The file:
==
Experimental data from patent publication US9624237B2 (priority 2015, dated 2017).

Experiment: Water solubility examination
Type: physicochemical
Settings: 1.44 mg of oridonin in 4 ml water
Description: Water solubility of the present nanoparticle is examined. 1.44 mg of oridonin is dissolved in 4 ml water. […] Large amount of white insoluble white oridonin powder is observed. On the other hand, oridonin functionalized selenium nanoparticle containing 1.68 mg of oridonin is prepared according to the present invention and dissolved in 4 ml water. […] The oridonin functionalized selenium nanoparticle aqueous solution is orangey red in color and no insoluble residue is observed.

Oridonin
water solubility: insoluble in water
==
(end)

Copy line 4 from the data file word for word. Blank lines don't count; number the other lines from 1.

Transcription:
Settings: 1.44 mg of oridonin in 4 ml water